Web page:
The Best First Agatha nominee agreed to talk with us about librarianship, writing what you know, and feline birthday parties.
JULIA: What was your path to publication? Did you work your way through small presses? Land a deal with a major press? Win a contest? Everyone has a different story to tell.
AMANDA: I sold my first book, Maid of Murder, to Five Star, which is a small press within the larger publisher Gale/Cengage Learning, without a literary agent. Since then, I have signed with an agent and am so grateful to have her on my side. She makes my life so much easier.
As a young writer I sent Maid of Murder out to agents before it was ready and was rejected countless times. I stopped submitting the novel, joined a critique group, and revised it over and over again. When I felt the book was finally ready, I decided to submit it to mystery publishers that didn’t require an agent because I had already been rejected by every agent I knew who represented cozy mysteries. One of those publishers was Five Star.
However, Five Star rejected me, and I took it as a sign to let the book go. I saved the manuscript on my computer and decided to move on to a new book, hoping I could sell my first manuscript after I published something else. Almost exactly one year later, I got an email out of the blue from a new acquisitions editor at Five Star. She said she found my manuscript and wondered if it was still available. I said it was, and a month or so later, she bought it. It’s my literary miracle.
JULIA: "Write what you know" is the oldest piece of advice around. Is your mystery based on your own interests/vocation/experiences?
AMANDA: The following might answer your question…
I am a vegetarian academic librarian at a small college in Northeastern Ohio whose mother is a Presbyterian minister. India is a vegetarian academic librarian at a small college in Northeastern Ohio whose mother is a Presbyterian minister.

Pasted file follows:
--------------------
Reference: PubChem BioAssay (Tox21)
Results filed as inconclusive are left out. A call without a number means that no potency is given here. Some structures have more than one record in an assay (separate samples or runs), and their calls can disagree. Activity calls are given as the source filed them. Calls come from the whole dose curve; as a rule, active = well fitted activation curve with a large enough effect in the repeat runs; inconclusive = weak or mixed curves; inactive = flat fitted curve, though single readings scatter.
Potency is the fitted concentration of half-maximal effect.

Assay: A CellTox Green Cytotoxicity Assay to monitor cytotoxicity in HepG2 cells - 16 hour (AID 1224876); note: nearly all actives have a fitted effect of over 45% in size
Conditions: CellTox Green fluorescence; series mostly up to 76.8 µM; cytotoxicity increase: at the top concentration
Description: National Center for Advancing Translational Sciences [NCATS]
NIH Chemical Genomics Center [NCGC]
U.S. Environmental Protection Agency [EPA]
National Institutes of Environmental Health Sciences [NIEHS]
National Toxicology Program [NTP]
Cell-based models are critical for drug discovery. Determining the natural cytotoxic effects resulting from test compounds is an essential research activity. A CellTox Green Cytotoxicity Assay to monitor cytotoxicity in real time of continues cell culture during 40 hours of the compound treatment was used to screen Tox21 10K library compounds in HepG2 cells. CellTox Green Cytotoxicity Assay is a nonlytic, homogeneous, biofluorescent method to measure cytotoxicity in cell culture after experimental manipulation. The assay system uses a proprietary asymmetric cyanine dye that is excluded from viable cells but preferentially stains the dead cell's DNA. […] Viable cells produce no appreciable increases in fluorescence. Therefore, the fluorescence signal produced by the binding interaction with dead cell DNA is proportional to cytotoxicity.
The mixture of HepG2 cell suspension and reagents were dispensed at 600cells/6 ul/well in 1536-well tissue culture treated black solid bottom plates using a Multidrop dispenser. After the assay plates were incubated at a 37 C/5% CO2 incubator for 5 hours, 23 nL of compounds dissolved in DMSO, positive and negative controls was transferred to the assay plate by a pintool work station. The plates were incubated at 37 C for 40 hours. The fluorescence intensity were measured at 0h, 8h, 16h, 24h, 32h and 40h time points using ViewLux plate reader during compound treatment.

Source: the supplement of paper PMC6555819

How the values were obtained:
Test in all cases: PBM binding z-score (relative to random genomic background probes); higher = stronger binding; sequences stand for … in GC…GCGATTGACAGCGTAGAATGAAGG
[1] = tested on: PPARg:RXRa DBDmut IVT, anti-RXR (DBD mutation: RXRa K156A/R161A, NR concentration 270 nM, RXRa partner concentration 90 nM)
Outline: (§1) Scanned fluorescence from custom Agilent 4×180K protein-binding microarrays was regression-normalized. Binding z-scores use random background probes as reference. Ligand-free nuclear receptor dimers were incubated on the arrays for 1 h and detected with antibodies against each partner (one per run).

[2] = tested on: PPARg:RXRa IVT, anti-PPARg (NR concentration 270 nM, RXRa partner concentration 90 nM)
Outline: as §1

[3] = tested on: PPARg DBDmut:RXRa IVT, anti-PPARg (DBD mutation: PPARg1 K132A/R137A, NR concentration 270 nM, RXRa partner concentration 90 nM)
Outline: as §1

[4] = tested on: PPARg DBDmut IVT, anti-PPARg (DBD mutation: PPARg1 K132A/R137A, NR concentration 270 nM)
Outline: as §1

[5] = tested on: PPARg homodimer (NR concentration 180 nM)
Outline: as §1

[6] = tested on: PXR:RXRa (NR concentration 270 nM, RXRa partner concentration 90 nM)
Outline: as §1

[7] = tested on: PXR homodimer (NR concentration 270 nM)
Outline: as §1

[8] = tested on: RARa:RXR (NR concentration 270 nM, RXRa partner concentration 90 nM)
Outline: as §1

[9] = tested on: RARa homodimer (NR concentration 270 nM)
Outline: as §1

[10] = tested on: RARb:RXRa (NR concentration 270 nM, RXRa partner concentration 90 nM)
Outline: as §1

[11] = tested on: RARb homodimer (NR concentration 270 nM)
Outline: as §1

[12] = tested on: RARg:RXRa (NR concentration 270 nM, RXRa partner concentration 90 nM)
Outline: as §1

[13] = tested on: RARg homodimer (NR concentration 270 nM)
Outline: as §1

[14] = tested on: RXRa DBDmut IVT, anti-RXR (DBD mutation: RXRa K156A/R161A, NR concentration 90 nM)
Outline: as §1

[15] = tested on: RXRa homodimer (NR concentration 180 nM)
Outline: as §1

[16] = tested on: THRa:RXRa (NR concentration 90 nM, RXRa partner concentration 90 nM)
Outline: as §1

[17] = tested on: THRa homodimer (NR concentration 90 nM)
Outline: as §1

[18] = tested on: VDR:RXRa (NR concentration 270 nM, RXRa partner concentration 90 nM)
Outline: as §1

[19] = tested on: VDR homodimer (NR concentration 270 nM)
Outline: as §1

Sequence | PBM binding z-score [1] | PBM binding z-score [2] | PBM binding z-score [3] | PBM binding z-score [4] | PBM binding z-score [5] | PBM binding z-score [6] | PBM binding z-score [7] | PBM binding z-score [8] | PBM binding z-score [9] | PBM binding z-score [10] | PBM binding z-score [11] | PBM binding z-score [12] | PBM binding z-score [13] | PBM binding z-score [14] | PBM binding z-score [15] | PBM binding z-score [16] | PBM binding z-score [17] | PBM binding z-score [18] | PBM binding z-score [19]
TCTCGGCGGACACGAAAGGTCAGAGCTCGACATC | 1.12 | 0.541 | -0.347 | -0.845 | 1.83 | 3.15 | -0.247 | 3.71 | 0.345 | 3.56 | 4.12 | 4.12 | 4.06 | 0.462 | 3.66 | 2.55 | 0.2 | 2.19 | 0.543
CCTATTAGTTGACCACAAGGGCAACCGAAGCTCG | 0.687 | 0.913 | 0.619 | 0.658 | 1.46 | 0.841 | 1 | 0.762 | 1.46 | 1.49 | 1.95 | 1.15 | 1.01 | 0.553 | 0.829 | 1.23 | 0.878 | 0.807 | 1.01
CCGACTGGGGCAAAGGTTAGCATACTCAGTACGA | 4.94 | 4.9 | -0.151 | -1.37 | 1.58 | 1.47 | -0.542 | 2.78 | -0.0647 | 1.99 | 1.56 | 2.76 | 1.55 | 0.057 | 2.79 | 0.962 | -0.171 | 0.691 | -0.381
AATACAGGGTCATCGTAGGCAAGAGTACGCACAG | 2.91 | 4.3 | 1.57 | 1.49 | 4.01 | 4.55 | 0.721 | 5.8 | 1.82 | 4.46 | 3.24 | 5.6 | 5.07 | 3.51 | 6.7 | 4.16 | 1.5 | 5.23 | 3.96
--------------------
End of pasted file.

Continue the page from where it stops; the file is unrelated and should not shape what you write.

But seriously, India and I are not identical twins. I only took some of the pieces of my real life that were quirky, fun, and added to the story. India actually is a much calmer person than I am and takes a lot in stride. I’m not like that, but I wish I were. I think her temperament is a mix of my closest friends’ temperaments. Like India, they could handle a murder investigation. Could I handle one? I don’t think so.
JULIA: Tell us a bit about your background in library sciences. My oldest daughter, in college, maintains she is going to become a librarian. I have learned to take her seriously. Any suggestions?
AMANDA: Some people laugh when I tell them that I wanted to be a librarian at a very young age. I grew up in libraries and have been working in one library or another since I was sixteen years old. After I graduated from college, I went directly to library school and have never regretted my decision. I love being a librarian. I love helping patrons find exactly what they are looking for.
I would tell anyone who wants to be a librarian that it’s much more than books. Many of today’s librarians are extremely tech savvy. They have to be to keep up the increase in the demand for electronic resources. My advice would to take all the tech-related and desktop publishing courses you can in library school. Even if you think you won’t need them, you will. I avoided them like the plague when I was a student because I was convinced I was going to be a reference librarian at a public library. Instead I am college library department head in charge of the library’s network. Trust me; I have had a trial-by-fire education to learn how to manage a library server.
More important than tech savvy, the best attribute any librarian can have is a willingness to help. Librarians are very helpful folks.
JULIA: How much thought and planning did you put into Maid as the first in a series? (I only discovered the term "story arc" after I was told my book would actually be published.)
AMANDA: I always knew that Maid of Murder would be the first in a series because I’m a huge fan of series fiction. I love reading a series from beginning to end, and I’m one those readers who must read books in order. This drives my family crazy because they buy me books and I ask, “Is it the first one?” They usually don’t know because they are a little more relaxed in their reading habits. Thankfully being a librarian, I can find all the books in a series even if they are out of print so that I can read them in order.
One theme that will run throughout my India Hayes Series is India’s relationship with her brother Mark. They have a complicated relationship to be sure. From my observations of siblings and my own experience of being a sister myself, I think most sibling relationships are complicated.